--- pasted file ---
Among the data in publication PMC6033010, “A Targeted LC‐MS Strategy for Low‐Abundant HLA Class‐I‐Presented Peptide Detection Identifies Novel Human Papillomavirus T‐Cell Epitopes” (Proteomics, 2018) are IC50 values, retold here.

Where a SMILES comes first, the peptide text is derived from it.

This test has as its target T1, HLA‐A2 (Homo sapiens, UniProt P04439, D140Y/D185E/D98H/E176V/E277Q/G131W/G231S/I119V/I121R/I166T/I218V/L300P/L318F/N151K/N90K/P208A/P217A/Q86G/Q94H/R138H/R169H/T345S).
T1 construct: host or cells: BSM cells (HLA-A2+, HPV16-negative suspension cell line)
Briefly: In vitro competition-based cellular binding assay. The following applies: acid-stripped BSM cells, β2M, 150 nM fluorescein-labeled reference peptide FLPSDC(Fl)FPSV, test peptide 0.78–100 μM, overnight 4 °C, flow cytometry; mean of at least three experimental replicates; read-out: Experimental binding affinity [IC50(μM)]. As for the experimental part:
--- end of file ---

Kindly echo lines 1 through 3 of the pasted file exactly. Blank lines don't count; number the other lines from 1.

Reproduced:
Among the data in publication PMC6033010, “A Targeted LC‐MS Strategy for Low‐Abundant HLA Class‐I‐Presented Peptide Detection Identifies Novel Human Papillomavirus T‐Cell Epitopes” (Proteomics, 2018) are IC50 values, retold here.

Where a SMILES comes first, the peptide text is derived from it.

This test has as its target T1, HLA‐A2 (Homo sapiens, UniProt P04439, D140Y/D185E/D98H/E176V/E277Q/G131W/G231S/I119V/I121R/I166T/I218V/L300P/L318F/N151K/N90K/P208A/P217A/Q86G/Q94H/R138H/R169H/T345S).